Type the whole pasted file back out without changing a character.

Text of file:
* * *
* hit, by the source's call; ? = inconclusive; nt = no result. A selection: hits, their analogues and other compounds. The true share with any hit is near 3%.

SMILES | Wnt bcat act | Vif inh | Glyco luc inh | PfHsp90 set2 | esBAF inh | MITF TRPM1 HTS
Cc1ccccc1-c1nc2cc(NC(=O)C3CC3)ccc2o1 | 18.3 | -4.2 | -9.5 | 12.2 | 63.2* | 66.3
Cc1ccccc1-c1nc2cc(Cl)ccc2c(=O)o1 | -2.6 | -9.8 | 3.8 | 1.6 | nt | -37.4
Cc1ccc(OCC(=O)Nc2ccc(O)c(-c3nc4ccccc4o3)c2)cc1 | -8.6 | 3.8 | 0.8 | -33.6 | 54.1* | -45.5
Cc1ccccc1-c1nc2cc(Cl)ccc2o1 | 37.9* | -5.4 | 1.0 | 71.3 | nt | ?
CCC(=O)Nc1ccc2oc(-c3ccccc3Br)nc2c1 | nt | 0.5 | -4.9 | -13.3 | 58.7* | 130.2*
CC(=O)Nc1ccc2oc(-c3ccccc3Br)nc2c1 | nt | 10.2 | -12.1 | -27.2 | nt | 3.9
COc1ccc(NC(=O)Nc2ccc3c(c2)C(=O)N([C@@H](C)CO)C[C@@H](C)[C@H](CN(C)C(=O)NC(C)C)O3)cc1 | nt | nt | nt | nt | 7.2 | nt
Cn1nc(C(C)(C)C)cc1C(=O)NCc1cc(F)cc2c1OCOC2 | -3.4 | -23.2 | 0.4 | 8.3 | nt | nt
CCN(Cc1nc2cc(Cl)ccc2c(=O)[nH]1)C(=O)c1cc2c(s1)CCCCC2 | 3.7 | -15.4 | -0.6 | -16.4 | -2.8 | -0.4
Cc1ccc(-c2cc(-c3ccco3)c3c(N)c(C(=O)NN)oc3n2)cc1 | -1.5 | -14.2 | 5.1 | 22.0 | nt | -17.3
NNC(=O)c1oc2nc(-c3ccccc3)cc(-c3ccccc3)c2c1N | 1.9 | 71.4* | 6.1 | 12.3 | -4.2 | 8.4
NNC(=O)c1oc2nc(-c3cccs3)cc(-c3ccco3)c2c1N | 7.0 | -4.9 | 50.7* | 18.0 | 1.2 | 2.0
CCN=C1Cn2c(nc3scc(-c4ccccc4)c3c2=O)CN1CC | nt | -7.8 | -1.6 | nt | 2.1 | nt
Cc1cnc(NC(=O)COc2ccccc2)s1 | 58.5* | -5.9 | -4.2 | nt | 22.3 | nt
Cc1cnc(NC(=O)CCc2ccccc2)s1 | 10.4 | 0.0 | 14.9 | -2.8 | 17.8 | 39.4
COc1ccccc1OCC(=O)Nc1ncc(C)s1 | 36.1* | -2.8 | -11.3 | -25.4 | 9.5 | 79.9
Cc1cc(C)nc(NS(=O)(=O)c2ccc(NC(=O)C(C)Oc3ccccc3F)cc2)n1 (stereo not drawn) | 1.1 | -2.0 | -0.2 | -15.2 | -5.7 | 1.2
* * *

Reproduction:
* hit, by the source's call; ? = inconclusive; nt = no result. A selection: hits, their analogues and other compounds. The true share with any hit is near 3%.

SMILES | Wnt bcat act | Vif inh | Glyco luc inh | PfHsp90 set2 | esBAF inh | MITF TRPM1 HTS
Cc1ccccc1-c1nc2cc(NC(=O)C3CC3)ccc2o1 | 18.3 | -4.2 | -9.5 | 12.2 | 63.2* | 66.3
Cc1ccccc1-c1nc2cc(Cl)ccc2c(=O)o1 | -2.6 | -9.8 | 3.8 | 1.6 | nt | -37.4
Cc1ccc(OCC(=O)Nc2ccc(O)c(-c3nc4ccccc4o3)c2)cc1 | -8.6 | 3.8 | 0.8 | -33.6 | 54.1* | -45.5
Cc1ccccc1-c1nc2cc(Cl)ccc2o1 | 37.9* | -5.4 | 1.0 | 71.3 | nt | ?
CCC(=O)Nc1ccc2oc(-c3ccccc3Br)nc2c1 | nt | 0.5 | -4.9 | -13.3 | 58.7* | 130.2*
CC(=O)Nc1ccc2oc(-c3ccccc3Br)nc2c1 | nt | 10.2 | -12.1 | -27.2 | nt | 3.9
COc1ccc(NC(=O)Nc2ccc3c(c2)C(=O)N([C@@H](C)CO)C[C@@H](C)[C@H](CN(C)C(=O)NC(C)C)O3)cc1 | nt | nt | nt | nt | 7.2 | nt
Cn1nc(C(C)(C)C)cc1C(=O)NCc1cc(F)cc2c1OCOC2 | -3.4 | -23.2 | 0.4 | 8.3 | nt | nt
CCN(Cc1nc2cc(Cl)ccc2c(=O)[nH]1)C(=O)c1cc2c(s1)CCCCC2 | 3.7 | -15.4 | -0.6 | -16.4 | -2.8 | -0.4
Cc1ccc(-c2cc(-c3ccco3)c3c(N)c(C(=O)NN)oc3n2)cc1 | -1.5 | -14.2 | 5.1 | 22.0 | nt | -17.3
NNC(=O)c1oc2nc(-c3ccccc3)cc(-c3ccccc3)c2c1N | 1.9 | 71.4* | 6.1 | 12.3 | -4.2 | 8.4
NNC(=O)c1oc2nc(-c3cccs3)cc(-c3ccco3)c2c1N | 7.0 | -4.9 | 50.7* | 18.0 | 1.2 | 2.0
CCN=C1Cn2c(nc3scc(-c4ccccc4)c3c2=O)CN1CC | nt | -7.8 | -1.6 | nt | 2.1 | nt
Cc1cnc(NC(=O)COc2ccccc2)s1 | 58.5* | -5.9 | -4.2 | nt | 22.3 | nt
Cc1cnc(NC(=O)CCc2ccccc2)s1 | 10.4 | 0.0 | 14.9 | -2.8 | 17.8 | 39.4
COc1ccccc1OCC(=O)Nc1ncc(C)s1 | 36.1* | -2.8 | -11.3 | -25.4 | 9.5 | 79.9
Cc1cc(C)nc(NS(=O)(=O)c2ccc(NC(=O)C(C)Oc3ccccc3F)cc2)n1 (stereo not drawn) | 1.1 | -2.0 | -0.2 | -15.2 | -5.7 | 1.2